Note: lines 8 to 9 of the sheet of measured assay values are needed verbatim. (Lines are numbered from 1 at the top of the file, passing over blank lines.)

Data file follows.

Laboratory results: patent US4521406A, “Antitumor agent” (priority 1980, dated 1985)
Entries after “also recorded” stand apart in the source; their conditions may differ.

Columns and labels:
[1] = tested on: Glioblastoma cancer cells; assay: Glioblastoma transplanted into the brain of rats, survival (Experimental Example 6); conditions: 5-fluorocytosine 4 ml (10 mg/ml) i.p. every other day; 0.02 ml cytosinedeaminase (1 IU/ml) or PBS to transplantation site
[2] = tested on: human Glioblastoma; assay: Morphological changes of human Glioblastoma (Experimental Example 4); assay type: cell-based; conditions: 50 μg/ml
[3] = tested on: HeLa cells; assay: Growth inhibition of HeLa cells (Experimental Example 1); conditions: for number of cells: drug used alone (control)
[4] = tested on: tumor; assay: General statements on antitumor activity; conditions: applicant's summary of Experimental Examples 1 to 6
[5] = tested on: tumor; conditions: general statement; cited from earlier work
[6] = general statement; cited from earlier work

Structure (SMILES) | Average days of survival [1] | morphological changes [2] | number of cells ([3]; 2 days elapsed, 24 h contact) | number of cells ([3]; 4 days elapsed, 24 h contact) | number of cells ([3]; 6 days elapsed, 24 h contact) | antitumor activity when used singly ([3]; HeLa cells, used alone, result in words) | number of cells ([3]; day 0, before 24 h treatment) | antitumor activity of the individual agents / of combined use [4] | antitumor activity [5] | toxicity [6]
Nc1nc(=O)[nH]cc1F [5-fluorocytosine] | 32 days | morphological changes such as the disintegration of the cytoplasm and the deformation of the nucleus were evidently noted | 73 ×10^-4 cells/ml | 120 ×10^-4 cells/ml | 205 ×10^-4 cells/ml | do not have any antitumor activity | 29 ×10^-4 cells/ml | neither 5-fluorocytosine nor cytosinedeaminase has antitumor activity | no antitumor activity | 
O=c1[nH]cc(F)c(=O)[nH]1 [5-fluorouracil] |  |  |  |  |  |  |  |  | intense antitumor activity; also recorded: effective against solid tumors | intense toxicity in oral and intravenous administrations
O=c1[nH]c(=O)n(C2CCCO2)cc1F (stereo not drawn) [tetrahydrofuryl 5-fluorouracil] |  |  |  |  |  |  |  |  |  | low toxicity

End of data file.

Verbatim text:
[5] = tested on: tumor; conditions: general statement; cited from earlier work
[6] = general statement; cited from earlier work